Understanding Storage Technology Series – Part 1

Since human beings have been able to record ideas and information, the technology of storing those records has been evolving.  At no time has that evolution seen such a significant acceleration as over the past few decades.  With the invention of the hard drive and subsequent improvements in digital storage technologies, almost everyone has megabytes, gigabytes, or even terabytes of important data that they want to save and protect.  Data is a mission-critical component of many businesses where the need to store and protect data is all the more critical.  This is where modern storage technologies come into play.

Not long ago, it was typical for a datacenter to be comprised of many server systems.  Each server had its own storage.  This storage was usually in the form of a hard drive, or more likely an array of drives or a RAID; a redundant array of inexpensive disks.  Of course inexpensive is a relative term, and when the price tag of several dozen or even several hundred of these hard drives showed up on budgets, the term was sometimes changed to a redundant array of independent disks.

The problem with this model became obvious.  Inevitably, one server would use only a tiny fraction of the storage it had installed while another might constantly be filling up its storage.  The technology did not allow sharing of storage among servers.  Furthermore, the task of administering, backing up, and replicating the data from each server’s storage became more complex as the number of servers grew.  The breaking point came when virtualization technologies entered the datacenter.  No longer was it practical to have as many silos of storage as there were servers.

The solution was modern storage technologies such as DAS (direct attached storage), NAS (network attached storage), and SAN (storage area network).  These products have radically revolutionized the modern datacenter by creating a single large pool of storage and making it available to multiple servers.

Modern storage offerings like DAS, NAS, and SAN are a little like running water in homes.  Centuries ago, if a person wanted fresh water, they would either have to make trips to the nearby stream or they would have to dig their own well.  If one person’s supply of water was dry, yet a neighbor had too much, it was difficult and impractical to balance out the differences.  As cities grew, the idea of everyone having their own well became impractical; imagine New York City with 8.3 million wells.  Instead, local governments implemented the equivalent of a modern storage solution, but for running water.  A central water utility can provide the water each individual needs without waste or worry of peaks or troughs in demand.  The water utility can also be maintained and protected much more efficiently than doing the same for each citizen’s private well.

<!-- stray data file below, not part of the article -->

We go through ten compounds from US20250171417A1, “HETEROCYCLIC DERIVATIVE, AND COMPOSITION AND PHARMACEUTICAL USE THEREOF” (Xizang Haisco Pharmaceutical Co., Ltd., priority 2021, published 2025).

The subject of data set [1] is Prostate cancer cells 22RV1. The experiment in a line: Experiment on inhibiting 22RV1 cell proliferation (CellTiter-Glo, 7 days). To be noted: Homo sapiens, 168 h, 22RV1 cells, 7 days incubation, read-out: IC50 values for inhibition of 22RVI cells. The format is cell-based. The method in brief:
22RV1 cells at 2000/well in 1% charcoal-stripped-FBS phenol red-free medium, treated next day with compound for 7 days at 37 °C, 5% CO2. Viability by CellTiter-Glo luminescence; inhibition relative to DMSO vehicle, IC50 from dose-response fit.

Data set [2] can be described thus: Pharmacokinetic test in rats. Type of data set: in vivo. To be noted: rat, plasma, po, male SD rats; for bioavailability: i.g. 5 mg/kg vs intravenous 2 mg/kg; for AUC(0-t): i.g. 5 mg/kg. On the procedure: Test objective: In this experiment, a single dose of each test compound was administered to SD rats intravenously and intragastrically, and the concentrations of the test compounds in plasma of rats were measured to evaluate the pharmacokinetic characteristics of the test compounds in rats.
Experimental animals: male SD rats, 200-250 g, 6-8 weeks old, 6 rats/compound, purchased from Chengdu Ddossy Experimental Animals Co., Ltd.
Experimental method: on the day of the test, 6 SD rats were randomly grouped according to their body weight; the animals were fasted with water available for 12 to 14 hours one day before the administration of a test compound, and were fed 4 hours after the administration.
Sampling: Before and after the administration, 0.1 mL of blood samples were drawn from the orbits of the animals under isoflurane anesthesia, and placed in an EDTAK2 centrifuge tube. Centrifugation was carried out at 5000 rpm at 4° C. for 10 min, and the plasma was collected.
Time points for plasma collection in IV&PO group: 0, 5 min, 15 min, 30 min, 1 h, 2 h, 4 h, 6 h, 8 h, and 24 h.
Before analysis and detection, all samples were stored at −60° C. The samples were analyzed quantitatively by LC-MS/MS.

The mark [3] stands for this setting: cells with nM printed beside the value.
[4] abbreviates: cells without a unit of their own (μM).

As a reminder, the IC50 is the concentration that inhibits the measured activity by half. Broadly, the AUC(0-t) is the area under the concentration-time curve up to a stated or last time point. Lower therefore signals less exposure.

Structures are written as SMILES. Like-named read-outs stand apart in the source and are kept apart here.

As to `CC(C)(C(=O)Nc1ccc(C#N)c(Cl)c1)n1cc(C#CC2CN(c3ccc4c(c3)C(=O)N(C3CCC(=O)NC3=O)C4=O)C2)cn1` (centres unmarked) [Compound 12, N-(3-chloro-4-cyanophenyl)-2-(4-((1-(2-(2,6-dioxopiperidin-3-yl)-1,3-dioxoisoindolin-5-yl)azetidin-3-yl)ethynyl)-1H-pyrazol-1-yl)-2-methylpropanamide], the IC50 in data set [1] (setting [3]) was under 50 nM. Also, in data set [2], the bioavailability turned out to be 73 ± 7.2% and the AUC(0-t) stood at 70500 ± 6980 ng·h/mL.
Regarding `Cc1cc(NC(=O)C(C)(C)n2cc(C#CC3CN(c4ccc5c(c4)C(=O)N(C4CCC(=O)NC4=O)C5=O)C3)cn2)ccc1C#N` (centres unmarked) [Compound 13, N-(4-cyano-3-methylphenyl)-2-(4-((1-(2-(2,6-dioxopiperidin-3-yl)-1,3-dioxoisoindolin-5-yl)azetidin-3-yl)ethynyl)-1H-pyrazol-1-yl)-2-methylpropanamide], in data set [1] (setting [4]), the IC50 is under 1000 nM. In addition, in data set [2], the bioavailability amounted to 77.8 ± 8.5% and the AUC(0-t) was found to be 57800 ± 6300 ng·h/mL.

DAS, NAS, and SAN technologies do the same thing for data.  They serve up storage space to each server just like a water utility serves up water to each citizen.  Where there used to be storage arrays all over the datacenter (with one or more in each server) now there is a single large storage system that provides the needs for all the servers.

Keep in mind that modern storage technologies are not just intended for huge corporations or businesses with racks and racks of server hardware.  Storage is an important part of any datacenter design, even in environments that have one or two servers (or hosts).  The challenge, however, can be in selecting the right storage solution and making sure that it is configured properly.  Rarely does a small or mid-size business have a dedicated storage administrator on staff.  In fact, such a person is not always on staff at larger corporations.  So, how does the small or mid-size business select the right technology and the right product?

In upcoming blog entries, we will explore storage technologies and how to evaluate what technology and product is right for your environment.  We will explain and unravel the alphabet soup of DAS, NAS, and SAN and their respective components; and figure out how they are the same and how they differ.  We will explore the key sizing parameters that are used in choosing a storage device and explain what is important beyond the terabytes.  We will look at different technologies used in storing, protecting, and optimizing data.  We will look at how a storage device can be a key component in a high availability, fault tolerant, or WAN-replicated datacenter design.  We will look at the myriad of companies offering storage technology products.  And finally we will examine some real-world applications of storage technology that RSM has implemented for our clients.

In the meantime, if you are considering a storage project or if you are making any updates or changes to your datacenter, it is a great time to think about modern storage technologies.  RSM has information technology consultants that specialize in storage evaluation, sizing, design, implementation, administration, and optimization. Please check out our website for more information.  To talk with one of our storage consultants, call 800-274-3978, or send us an email.  We look forward to talking with you.